I welcome your thoughts on balancing things as we move forward as human beans – with the best options for this place we call home. There’s going to be a lot of trial and error. I find inspiration abroad but closer to home here as well…
It is winter in Ohio. Today, at least, we have some sunshine and some not so bitter temperatures. I will go outside with a dog in a bit to attempt to shake some of the doldrums nipping at my heels just now. A heaviness borne of annoyances mostly. Demands of the season and the length of daily darkness have ground me down in recent weeks. I know this will pass. I look forward to Solstice next week and keep my soul facing the light as best I can, while making friends with the dark as needed.
Gifts are being crafted, alighting to celebrate the return of longer days. Although it will be a good many weeks before we see the changes and shifts properly, our hearts know – and sometimes that is enough to lighten the spirit.
Last weekend there was a concert – a sharing of musical gifts in the form of our annual Peace and Merriment concert at the Riley School. Our hearts were lightened by an afternoon of tunes and a few stories by our Master of Ceremonies, who is also my flute instructor, John.
All things seasonal are underway….
Sharing light with the world,
I have lists made of gifts to gather for the kids in my life, most of whom like books, even the older ones. Perhaps we can be like Icelandic revelers and lie around reading all day on Christmas! As for the adults, we all seem to feel a distinct pulling away from the “stuff” of it all, opting more for subscriptions, memberships, classes – “things” which aren’t things and which brighten the experience of simply being human.
Perhaps you know someone close to you who feels similarly. Perhaps this someone is feeling the darkness of winter, (which even on the brightest of winter days has a muted spectrum of color). Perhaps, they might like to look forward to more light and color in the not-so-distant future.
Registration for my travel journal workshops in Taos, New Mexico and Antigua, Guatemala are officially open and Taos is nearing capacity (yay!). Antigua, being international and a newer offering, still has a few spaces left in each of the two weeks available (click the link for details!)
I can’t say enough about what a dose of vivid color and warm air can do for one’s soul and body after a long winter and I find myself looking very forward indeed to the spring trip to Antigua in particular.
And the coffee. You simply wouldn’t believe the coffee…
Our classroom is in the form of where ever we find ourselves each day, from rooftops to ruins.
We immerse in culture through some shopping and exchange of language.
Through it all we gather it all into a travel journal.
While I encourage the use of cameras and smart-phones to capture “source photos” for later work, there is simply no better way to really soak into a place than through the lens of a travel journal. Merely taking the time to draw something, perhaps even multiple times, creates a broader understanding of place. A broader understanding of our place in the All of Everything. This can be difficult to pin down in our hectic world. By cataloguing a travel experience in a little book, our travels are enhanced and brought to life in a new and richer way.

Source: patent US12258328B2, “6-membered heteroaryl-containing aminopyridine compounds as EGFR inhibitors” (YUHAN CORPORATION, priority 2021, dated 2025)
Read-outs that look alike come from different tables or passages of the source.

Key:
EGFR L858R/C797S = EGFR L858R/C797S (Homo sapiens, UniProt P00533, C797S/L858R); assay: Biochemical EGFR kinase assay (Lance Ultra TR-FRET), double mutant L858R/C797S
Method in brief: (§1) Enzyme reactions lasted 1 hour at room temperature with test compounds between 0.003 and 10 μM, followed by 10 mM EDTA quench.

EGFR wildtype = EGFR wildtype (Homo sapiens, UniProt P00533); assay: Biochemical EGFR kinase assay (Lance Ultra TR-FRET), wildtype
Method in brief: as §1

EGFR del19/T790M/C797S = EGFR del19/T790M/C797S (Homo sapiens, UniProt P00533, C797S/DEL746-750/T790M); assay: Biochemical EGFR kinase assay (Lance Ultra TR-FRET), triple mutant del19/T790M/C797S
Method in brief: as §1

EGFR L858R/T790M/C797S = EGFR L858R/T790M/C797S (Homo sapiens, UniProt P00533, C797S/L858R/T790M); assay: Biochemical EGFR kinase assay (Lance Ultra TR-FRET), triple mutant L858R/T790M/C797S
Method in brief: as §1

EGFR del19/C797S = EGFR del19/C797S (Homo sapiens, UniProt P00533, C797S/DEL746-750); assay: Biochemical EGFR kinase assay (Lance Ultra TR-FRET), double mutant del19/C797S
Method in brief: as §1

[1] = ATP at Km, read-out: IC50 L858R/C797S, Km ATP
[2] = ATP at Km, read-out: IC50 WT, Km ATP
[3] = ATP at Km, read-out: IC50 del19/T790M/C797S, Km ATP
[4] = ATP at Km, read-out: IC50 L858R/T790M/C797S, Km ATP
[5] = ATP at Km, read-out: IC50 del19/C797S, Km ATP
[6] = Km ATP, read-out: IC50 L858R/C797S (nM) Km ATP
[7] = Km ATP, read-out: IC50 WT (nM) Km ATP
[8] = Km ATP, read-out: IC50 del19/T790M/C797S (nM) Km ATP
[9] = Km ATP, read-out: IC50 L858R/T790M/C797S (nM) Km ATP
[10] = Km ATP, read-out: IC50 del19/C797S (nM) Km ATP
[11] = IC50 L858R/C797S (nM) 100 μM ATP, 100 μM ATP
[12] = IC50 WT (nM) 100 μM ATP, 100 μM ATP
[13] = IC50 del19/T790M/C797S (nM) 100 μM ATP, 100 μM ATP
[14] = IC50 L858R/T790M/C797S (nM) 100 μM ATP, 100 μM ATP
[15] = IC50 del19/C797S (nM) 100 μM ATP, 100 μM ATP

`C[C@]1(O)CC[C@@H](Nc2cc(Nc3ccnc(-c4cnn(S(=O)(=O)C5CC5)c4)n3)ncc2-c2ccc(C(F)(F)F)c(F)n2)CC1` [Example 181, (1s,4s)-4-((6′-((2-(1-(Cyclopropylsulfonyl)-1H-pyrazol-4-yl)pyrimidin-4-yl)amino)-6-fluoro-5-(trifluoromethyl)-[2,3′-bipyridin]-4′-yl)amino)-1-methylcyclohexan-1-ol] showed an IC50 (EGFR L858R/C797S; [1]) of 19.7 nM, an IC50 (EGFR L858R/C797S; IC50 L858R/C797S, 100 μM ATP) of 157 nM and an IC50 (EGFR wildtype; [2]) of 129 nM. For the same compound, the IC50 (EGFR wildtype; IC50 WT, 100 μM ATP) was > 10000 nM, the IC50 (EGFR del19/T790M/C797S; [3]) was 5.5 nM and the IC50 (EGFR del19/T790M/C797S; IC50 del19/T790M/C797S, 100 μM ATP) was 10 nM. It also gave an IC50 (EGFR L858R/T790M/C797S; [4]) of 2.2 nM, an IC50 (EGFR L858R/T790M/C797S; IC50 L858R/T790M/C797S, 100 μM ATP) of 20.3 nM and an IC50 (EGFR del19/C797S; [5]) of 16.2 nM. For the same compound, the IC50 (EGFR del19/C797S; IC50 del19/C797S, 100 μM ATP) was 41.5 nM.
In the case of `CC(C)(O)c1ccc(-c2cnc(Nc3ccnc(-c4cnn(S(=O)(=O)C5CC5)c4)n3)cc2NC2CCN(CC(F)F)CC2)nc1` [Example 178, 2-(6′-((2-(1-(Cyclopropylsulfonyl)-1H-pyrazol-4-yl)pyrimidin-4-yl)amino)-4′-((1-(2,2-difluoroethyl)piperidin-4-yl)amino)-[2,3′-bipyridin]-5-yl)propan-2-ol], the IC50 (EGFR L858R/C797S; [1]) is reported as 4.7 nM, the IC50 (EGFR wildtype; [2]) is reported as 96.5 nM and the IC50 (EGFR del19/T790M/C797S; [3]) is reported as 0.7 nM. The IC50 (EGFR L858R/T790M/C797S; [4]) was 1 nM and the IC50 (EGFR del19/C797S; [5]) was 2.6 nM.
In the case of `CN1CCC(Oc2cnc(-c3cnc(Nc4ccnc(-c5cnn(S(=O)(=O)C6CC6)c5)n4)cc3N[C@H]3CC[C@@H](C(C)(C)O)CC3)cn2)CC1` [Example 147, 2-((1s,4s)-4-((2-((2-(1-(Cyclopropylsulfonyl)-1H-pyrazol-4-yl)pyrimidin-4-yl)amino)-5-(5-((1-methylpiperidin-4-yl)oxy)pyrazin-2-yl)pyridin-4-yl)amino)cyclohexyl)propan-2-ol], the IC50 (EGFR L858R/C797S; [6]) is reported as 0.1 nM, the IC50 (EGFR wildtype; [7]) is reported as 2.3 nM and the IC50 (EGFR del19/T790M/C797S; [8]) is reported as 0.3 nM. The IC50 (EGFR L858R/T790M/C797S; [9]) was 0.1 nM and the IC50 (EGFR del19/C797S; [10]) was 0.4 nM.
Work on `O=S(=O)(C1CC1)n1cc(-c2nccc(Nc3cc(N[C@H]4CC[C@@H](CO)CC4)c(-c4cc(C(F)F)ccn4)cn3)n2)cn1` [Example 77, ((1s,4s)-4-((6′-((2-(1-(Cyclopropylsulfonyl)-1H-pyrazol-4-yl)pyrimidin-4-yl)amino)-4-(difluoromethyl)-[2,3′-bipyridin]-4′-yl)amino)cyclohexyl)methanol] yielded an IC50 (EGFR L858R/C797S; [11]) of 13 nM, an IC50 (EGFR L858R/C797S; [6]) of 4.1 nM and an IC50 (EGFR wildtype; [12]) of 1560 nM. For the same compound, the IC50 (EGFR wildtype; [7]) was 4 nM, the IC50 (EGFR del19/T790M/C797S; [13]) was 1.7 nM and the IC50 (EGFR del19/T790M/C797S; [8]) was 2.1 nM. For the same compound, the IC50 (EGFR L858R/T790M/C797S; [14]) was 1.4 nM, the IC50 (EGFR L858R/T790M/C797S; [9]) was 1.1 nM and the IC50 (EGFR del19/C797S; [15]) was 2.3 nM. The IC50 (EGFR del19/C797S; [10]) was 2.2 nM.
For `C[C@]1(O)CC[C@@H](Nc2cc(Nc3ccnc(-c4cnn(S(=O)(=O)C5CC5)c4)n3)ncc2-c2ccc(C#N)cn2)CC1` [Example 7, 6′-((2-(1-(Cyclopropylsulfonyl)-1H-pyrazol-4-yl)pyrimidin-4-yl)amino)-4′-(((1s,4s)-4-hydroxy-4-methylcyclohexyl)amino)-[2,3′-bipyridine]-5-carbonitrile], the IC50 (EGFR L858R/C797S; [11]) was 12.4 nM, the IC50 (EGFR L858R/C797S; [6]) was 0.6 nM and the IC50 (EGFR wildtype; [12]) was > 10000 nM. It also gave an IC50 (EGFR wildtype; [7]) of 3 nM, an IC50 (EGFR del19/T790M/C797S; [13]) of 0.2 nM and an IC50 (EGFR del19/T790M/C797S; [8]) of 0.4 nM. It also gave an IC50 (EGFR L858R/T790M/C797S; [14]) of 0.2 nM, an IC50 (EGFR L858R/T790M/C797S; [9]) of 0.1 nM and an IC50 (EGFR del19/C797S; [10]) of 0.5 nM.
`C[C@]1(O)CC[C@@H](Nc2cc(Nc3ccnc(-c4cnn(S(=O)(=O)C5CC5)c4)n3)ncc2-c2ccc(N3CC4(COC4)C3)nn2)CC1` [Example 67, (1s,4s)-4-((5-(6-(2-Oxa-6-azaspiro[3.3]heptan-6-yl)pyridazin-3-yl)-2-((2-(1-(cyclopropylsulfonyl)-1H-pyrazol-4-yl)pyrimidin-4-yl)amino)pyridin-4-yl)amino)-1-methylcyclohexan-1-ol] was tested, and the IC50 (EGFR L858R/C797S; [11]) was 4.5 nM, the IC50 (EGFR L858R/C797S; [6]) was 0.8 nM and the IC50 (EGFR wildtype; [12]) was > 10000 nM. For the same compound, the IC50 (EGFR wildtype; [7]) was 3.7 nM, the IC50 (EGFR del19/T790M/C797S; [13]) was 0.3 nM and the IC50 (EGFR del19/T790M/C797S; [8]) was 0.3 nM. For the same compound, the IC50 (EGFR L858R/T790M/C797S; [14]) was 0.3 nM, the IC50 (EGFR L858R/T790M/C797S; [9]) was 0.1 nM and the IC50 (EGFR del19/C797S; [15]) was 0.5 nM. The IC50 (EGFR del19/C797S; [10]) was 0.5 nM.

We notice the little things…..
….while standing in awe of the bigger things as well.
We immerse in the day to day of Antigua, a UNESCO World Heritage Site, which holds beauty, color and light at every turn.
There are a million different yellows….
Pinks as well.
Blues and greens are well represented.
Our palette here is bright and beautiful and I help you figure out how to recreate these vibrant hues on the pages of your journal with a simple set of watercolors.
As the end of the year draws nigh, with one major gift giving holiday behind us (gosh Hanukkah was early this year!!) and another too close for comfort, consider the gift of one of my workshops. This might be a gift for a loved one or friend, or simply, and perhaps most importantly, to yourself, setting the tone for 2019 to be filled with close attention paid to beauty, light and color.
When despair grows in me
and I wake in the night at the least sound
in fear of what my life and my children’s lives may be,
I go and lie down where the wood drake
rests in his beauty on the water, and the great heron feeds.
I come into the peace of wild things
who do not tax their lives with forethought
of grief. I come into the presence of still water.
And I feel above me the day-blind stars
waiting for their light. For a time
I rest in the grace of the world, and am free.
A new sweater is on the needles. A pattern whose imagery captured my heart and so I have wrestled it onto some needles, cartwheeling through heavy mathematical calculations to get a proper gauge to suit the finished garment. My gauge is, as of yet, thoroughly on pointe, yet I find myself worrying that the fit won’t be right and I’ll be living the knitter’s adage of auld….
“As ye knit, so shall ye rip.”